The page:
The mussel-inspired wet adhesive displays advantages over dry adhesives and microspines. Unlike dry adhesives that lose stickiness on damp surfaces, the wet adhesive retains effectiveness on damp substrates and sticks firmly to non-smooth materials.
During ceiling perching, a four-stage framework enables the robot to reversibly perch and conserve energy over a wide range of substrates by evaluating the maximum adhesion pressure on-the-fly. Position feedback is substituted by onboard feedback.
Figure 2: Ceiling and wall perching. (a) The four-stage ceiling perching strategy involving the manipulation of four rotor thrusts. Takeoff is accom- plished through peeling, requiring no additional mechanism or actuators. (b) The four-stage wall perching maneuver.
The devised strategy was implemented for the robot to demonstrate surface locomotion on four materials in dry and wet conditions. In the dry acrylic case, the robot briefly generated preload during Stage II. The collective thrust was gradually decreased until peel off was detected.
For challenging surfaces with lower adhesion and creep, the adhesive pads became unable to support the weight after a few seconds. This was addressed by reverting the center of thrust to reduce the load on the adhesive.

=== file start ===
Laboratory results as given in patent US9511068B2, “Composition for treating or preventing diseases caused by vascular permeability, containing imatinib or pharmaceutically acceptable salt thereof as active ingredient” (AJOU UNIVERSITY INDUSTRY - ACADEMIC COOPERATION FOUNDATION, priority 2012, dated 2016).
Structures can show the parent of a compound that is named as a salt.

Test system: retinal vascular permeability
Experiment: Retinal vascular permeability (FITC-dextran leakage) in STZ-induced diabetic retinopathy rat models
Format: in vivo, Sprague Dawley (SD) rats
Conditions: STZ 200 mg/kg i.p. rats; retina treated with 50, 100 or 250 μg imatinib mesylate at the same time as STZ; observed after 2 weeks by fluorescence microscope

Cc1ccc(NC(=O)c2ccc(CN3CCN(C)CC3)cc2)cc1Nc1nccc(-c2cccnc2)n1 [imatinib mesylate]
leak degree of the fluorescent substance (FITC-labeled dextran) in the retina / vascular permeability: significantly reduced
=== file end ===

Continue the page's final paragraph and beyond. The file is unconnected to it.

During wall perching, the robot momentarily applied substantial compressive preload to the adhesive, taking into account actuation limits. Once perched, minimal thrust markedly lowered power consumption.
The adhesive pads remained under slight compression during wall perching, making creep resistance less relevant. As a result, the robot was able to lower power expenditure by 20-30% when perching on walls.
Prolonged endurance tests revealed that ceiling and wall perchings conserve approximately 40% and 80% of power, respectively. The mission times of the robot increased by up to fourfold thanks to combined adhesive forces and proximity effects.
Figure 3: Power consumption and operational endurance. (a) Average input power of the robots (i) from hovering flights, (ii) during ceiling perching, (iii) during wall perching, and (iv) during the ceiling and wall perchings in endurance flight tests. (b) Total operational times of the robots in extended hovering and perching flights (endurance test).
This passive lightweight mechanism increased the mission time up to 4-fold. While the wet adhesive offers advantages over dry adhesives and microspines, future improvements could enhance reusability and lifetime.
The findings demonstrate the potential benefits of perching rotorcraft for extending operation times of small drones. The synergistic combination of aerodynamic forces, thrust assistance and wet adhesion in a lightweight mechanism could inspire future designs.
Learn more about our research on bio-inspired robots and micro aerial vehicles:
 Y. H. Hsiao and P. Chirarattananon, “Ceiling effects for hybrid aerial-surface locomotion of small rotorcraft,” IEEE/ASME Transactions on Mechatronics, vol. 24, iss. 5, 2019.